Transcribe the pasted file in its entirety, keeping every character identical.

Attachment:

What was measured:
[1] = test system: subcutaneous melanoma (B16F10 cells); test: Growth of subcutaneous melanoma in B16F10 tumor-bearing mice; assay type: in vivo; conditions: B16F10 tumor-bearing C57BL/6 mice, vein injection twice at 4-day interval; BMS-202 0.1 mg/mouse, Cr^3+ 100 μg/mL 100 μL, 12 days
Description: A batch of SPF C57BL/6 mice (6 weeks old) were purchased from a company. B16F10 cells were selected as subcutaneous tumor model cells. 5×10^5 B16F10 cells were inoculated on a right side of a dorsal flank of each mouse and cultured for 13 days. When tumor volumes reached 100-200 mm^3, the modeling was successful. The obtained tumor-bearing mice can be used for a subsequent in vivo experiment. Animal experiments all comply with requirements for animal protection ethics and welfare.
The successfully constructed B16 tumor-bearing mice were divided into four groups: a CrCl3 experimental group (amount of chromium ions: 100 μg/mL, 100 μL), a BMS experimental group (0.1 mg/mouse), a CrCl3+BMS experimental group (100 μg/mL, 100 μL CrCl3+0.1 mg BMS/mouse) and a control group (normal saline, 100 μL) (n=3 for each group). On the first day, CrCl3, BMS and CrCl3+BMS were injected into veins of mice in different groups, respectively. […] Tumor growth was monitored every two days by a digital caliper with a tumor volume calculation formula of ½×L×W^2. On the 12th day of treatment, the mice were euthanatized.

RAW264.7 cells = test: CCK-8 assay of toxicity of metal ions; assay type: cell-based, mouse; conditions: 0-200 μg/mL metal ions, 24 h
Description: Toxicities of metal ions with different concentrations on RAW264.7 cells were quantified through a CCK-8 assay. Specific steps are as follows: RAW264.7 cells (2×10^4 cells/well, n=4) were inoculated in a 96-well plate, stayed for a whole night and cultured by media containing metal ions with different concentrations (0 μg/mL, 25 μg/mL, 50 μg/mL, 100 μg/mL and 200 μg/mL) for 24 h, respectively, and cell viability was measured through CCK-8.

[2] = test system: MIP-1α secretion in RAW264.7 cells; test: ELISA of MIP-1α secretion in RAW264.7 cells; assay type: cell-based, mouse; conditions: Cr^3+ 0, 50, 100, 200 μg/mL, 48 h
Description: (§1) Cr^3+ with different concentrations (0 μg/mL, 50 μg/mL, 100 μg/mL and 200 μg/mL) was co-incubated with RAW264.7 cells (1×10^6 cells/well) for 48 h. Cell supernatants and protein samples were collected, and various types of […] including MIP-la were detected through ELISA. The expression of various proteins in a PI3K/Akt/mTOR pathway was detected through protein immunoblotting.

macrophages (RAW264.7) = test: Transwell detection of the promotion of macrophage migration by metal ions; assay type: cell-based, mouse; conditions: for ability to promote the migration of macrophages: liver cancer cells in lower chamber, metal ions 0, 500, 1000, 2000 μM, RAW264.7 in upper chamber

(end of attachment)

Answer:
What was measured:
[1] = test system: subcutaneous melanoma (B16F10 cells); test: Growth of subcutaneous melanoma in B16F10 tumor-bearing mice; assay type: in vivo; conditions: B16F10 tumor-bearing C57BL/6 mice, vein injection twice at 4-day interval; BMS-202 0.1 mg/mouse, Cr^3+ 100 μg/mL 100 μL, 12 days
Description: A batch of SPF C57BL/6 mice (6 weeks old) were purchased from a company. B16F10 cells were selected as subcutaneous tumor model cells. 5×10^5 B16F10 cells were inoculated on a right side of a dorsal flank of each mouse and cultured for 13 days. When tumor volumes reached 100-200 mm^3, the modeling was successful. The obtained tumor-bearing mice can be used for a subsequent in vivo experiment. Animal experiments all comply with requirements for animal protection ethics and welfare.
The successfully constructed B16 tumor-bearing mice were divided into four groups: a CrCl3 experimental group (amount of chromium ions: 100 μg/mL, 100 μL), a BMS experimental group (0.1 mg/mouse), a CrCl3+BMS experimental group (100 μg/mL, 100 μL CrCl3+0.1 mg BMS/mouse) and a control group (normal saline, 100 μL) (n=3 for each group). On the first day, CrCl3, BMS and CrCl3+BMS were injected into veins of mice in different groups, respectively. […] Tumor growth was monitored every two days by a digital caliper with a tumor volume calculation formula of ½×L×W^2. On the 12th day of treatment, the mice were euthanatized.

RAW264.7 cells = test: CCK-8 assay of toxicity of metal ions; assay type: cell-based, mouse; conditions: 0-200 μg/mL metal ions, 24 h
Description: Toxicities of metal ions with different concentrations on RAW264.7 cells were quantified through a CCK-8 assay. Specific steps are as follows: RAW264.7 cells (2×10^4 cells/well, n=4) were inoculated in a 96-well plate, stayed for a whole night and cultured by media containing metal ions with different concentrations (0 μg/mL, 25 μg/mL, 50 μg/mL, 100 μg/mL and 200 μg/mL) for 24 h, respectively, and cell viability was measured through CCK-8.

[2] = test system: MIP-1α secretion in RAW264.7 cells; test: ELISA of MIP-1α secretion in RAW264.7 cells; assay type: cell-based, mouse; conditions: Cr^3+ 0, 50, 100, 200 μg/mL, 48 h
Description: (§1) Cr^3+ with different concentrations (0 μg/mL, 50 μg/mL, 100 μg/mL and 200 μg/mL) was co-incubated with RAW264.7 cells (1×10^6 cells/well) for 48 h. Cell supernatants and protein samples were collected, and various types of […] including MIP-la were detected through ELISA. The expression of various proteins in a PI3K/Akt/mTOR pathway was detected through protein immunoblotting.

macrophages (RAW264.7) = test: Transwell detection of the promotion of macrophage migration by metal ions; assay type: cell-based, mouse; conditions: for ability to promote the migration of macrophages: liver cancer cells in lower chamber, metal ions 0, 500, 1000, 2000 μM, RAW264.7 in upper chamber